Sedimentation in Ceratite shells

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Update: In the course of a discussion on the sedimentation in ceratite shells held in the forum, Thomas Billert has translated the present article. In order to make it accessible to a wider public we add the translation below. Many thanks to Thomas for this great effort.


Sedimentation in Ceratite shells

I was motivated to write this article, mainly targeted to the beginners among fossil collectors, by reading a paper (*) by Seilacher about the sedimentation in ammonite shells, a topic that I still find exciting. So I went through my collection for a few pieces that illustrate Seilacher's theory in a manner suitable for the Steinkern website. While doing so I got the insight that an ammonite that is incomplete is not necessarily uninteresting for the collection - it's rather quite the contrary, especially incompletely conserved pieces can teach us a lot about the processes that lead to fossilization. Particularly interesting for me is the Steinkern conservation, as this type of conservation is common among the Ceratites of the Upper Muschelkalk, and Ceratites form the main part of my collection.

Every collector knows them, incomplete Steinkern fossils that appear so much damaged that sometimes only the living chamber or part of the phragmocone is reasonably preserved, so you don't want to bend down for them at all in the field. But in fact these fossils are not damaged in a sense that parts of them got lost over time, they were rather only preserved in the incomplete way as we find them today.

The basic question connected to the Steinkern preservation of Ceratites is how several individual chambers, separated by thin walls, could be filled with sediment to achieve complete preservation of the entire fossil.

It's easy to imagine that mud at the sea ground was flushed into the living chamber after decomposition of the Ceratite's soft parts. But for the sediment to fill the phragmocone chambers behind the living chamber, it required two prerequisites that become obvious when looking at the general building plan of the Ceratite shell, while remembering school physics.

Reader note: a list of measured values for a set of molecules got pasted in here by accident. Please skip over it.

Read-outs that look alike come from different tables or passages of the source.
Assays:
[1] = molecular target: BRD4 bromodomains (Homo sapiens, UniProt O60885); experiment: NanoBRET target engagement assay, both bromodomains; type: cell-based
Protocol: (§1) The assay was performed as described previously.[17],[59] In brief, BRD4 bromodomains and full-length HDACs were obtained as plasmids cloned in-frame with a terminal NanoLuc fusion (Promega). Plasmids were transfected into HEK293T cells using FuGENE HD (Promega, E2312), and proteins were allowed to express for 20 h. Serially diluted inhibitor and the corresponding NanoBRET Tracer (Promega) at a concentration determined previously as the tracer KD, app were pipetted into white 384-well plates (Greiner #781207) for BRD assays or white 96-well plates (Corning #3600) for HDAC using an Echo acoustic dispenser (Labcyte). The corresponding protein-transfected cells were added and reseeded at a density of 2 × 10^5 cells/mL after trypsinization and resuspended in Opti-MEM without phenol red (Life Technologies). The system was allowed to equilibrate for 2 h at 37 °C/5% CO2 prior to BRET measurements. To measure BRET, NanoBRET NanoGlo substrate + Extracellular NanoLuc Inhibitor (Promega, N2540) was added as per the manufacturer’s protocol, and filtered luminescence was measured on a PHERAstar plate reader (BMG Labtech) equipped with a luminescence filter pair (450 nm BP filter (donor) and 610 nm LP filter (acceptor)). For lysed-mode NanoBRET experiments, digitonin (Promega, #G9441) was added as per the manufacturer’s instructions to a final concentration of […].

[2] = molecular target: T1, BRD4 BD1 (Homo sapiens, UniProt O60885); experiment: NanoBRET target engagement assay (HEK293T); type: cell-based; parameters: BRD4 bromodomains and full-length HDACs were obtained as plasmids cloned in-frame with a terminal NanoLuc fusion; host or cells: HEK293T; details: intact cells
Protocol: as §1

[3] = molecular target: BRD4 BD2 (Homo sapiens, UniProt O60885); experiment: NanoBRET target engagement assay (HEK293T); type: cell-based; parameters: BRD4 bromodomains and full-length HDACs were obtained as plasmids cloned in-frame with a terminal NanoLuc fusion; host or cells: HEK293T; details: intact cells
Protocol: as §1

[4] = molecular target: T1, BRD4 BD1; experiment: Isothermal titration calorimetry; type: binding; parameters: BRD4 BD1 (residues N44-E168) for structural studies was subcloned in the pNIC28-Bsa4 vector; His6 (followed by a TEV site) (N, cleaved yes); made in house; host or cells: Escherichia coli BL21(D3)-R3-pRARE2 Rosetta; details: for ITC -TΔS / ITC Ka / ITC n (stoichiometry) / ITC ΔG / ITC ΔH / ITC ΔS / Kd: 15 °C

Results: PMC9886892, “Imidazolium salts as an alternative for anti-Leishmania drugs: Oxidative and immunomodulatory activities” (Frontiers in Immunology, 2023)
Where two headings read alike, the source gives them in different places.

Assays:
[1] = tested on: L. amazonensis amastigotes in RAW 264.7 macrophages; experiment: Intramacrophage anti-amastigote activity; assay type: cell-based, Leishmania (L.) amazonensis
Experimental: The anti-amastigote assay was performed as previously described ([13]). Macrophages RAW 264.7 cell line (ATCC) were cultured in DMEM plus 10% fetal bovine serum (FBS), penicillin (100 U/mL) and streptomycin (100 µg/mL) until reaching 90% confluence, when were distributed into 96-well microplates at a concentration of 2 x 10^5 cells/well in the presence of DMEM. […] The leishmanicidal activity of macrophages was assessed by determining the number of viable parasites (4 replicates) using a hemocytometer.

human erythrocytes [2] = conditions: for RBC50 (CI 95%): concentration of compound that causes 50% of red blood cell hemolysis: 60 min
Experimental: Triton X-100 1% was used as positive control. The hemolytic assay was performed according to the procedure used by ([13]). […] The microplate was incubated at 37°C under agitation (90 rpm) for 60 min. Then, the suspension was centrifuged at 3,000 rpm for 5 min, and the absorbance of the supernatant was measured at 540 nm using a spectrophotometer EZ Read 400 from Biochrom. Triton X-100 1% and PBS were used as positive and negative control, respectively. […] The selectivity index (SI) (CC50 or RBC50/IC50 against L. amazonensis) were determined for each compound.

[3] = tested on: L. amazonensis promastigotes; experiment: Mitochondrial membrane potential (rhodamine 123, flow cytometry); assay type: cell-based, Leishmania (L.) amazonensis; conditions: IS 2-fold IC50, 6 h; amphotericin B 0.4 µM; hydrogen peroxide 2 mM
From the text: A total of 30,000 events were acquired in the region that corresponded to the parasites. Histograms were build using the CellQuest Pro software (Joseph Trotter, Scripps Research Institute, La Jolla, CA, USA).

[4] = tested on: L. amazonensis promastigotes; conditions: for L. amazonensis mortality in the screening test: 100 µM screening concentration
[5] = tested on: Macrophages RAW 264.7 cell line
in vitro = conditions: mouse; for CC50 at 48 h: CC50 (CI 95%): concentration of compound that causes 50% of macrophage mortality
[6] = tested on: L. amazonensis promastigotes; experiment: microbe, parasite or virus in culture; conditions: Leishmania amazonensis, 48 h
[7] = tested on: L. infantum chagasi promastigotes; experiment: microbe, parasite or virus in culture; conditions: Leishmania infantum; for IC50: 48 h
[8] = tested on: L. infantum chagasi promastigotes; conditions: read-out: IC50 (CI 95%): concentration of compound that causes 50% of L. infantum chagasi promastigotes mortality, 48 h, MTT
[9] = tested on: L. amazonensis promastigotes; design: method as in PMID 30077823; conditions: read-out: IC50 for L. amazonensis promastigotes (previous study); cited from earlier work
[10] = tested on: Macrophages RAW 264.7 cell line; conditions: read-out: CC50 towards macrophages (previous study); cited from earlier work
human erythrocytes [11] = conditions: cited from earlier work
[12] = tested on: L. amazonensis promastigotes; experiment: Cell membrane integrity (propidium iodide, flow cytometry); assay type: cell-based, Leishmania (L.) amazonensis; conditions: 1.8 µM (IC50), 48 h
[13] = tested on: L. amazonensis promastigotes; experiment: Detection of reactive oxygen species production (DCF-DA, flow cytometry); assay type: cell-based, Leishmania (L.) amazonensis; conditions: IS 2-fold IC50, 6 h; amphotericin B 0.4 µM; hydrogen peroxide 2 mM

The general background is that the phragmocone chambers are not isolated from the living chamber, but connected by the Sipho, a thin tube of skin supplied with blood, situated - in case of the Ceratites - at the outer (median) side of the chambers. The Sipho allowed Ceratites to adjust salt concentration in the chambers applying the osmotic principle.

To have every chamber filled with sediment, the Sipho had to be leaky in each individual chamber, so mud was allowed to float in. On the other hand, the formation of a current requires a driving force, i.e. two openings of the shell, allowing water (with mud) to float in and out. Besides the opening of the living chamber this means that the shell needs to be damaged close to the navel, the centre of the inner windings, so that the water/mud mixture floating in via the living chamber can leave the shell there.

Only when both of these prerequisites were fulfilled and the Ceratite was exposed to ground current long enough, chances were given that the entire shell was filled with mud and - in the course of diagenesis - a pretty Steinkern as in Fig. 1 was formed.

Fig. 1: Ceratites compressus (7.5 cm) from Niesen. The Steinkern is almost flawlessly preserved.

If the Sipho was not damaged in some chambers, a Steinkern was formed as shown in Fig. 2. Here the living chamber and parts of the phragmocone are preserved, while some chambers were not filled with sediment at all. Therefore this Steinkern nicely shows the structure and form of the walls between the chambers, which display as suture lines on completely preserved Steinkerns.